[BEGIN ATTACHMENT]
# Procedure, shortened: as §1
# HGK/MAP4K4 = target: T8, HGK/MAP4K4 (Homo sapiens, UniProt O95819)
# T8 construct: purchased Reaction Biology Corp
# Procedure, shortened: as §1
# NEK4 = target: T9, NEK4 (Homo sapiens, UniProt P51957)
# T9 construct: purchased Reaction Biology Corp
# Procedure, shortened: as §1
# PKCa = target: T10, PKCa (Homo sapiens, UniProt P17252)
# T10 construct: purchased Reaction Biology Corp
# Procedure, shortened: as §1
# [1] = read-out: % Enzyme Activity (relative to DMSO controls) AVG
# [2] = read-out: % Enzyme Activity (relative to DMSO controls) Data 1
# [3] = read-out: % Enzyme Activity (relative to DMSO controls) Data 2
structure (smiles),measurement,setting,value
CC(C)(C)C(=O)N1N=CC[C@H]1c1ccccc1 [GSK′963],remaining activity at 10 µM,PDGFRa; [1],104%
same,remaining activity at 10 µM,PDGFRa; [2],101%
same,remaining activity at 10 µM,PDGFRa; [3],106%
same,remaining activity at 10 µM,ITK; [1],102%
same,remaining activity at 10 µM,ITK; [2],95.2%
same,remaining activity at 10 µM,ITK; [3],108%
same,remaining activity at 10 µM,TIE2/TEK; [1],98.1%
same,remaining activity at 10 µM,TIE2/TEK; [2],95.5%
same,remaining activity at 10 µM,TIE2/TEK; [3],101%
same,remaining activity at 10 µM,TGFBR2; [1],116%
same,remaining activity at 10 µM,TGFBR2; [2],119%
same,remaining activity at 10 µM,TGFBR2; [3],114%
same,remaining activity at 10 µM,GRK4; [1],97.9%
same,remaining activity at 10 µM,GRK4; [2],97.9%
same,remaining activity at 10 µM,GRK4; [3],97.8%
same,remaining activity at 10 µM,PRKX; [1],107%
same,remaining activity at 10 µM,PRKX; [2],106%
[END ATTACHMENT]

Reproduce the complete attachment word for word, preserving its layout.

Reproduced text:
# Procedure, shortened: as §1
# HGK/MAP4K4 = target: T8, HGK/MAP4K4 (Homo sapiens, UniProt O95819)
# T8 construct: purchased Reaction Biology Corp
# Procedure, shortened: as §1
# NEK4 = target: T9, NEK4 (Homo sapiens, UniProt P51957)
# T9 construct: purchased Reaction Biology Corp
# Procedure, shortened: as §1
# PKCa = target: T10, PKCa (Homo sapiens, UniProt P17252)
# T10 construct: purchased Reaction Biology Corp
# Procedure, shortened: as §1
# [1] = read-out: % Enzyme Activity (relative to DMSO controls) AVG
# [2] = read-out: % Enzyme Activity (relative to DMSO controls) Data 1
# [3] = read-out: % Enzyme Activity (relative to DMSO controls) Data 2
structure (smiles),measurement,setting,value
CC(C)(C)C(=O)N1N=CC[C@H]1c1ccccc1 [GSK′963],remaining activity at 10 µM,PDGFRa; [1],104%
same,remaining activity at 10 µM,PDGFRa; [2],101%
same,remaining activity at 10 µM,PDGFRa; [3],106%
same,remaining activity at 10 µM,ITK; [1],102%
same,remaining activity at 10 µM,ITK; [2],95.2%
same,remaining activity at 10 µM,ITK; [3],108%
same,remaining activity at 10 µM,TIE2/TEK; [1],98.1%
same,remaining activity at 10 µM,TIE2/TEK; [2],95.5%
same,remaining activity at 10 µM,TIE2/TEK; [3],101%
same,remaining activity at 10 µM,TGFBR2; [1],116%
same,remaining activity at 10 µM,TGFBR2; [2],119%
same,remaining activity at 10 µM,TGFBR2; [3],114%
same,remaining activity at 10 µM,GRK4; [1],97.9%
same,remaining activity at 10 µM,GRK4; [2],97.9%
same,remaining activity at 10 µM,GRK4; [3],97.8%
same,remaining activity at 10 µM,PRKX; [1],107%
same,remaining activity at 10 µM,PRKX; [2],106%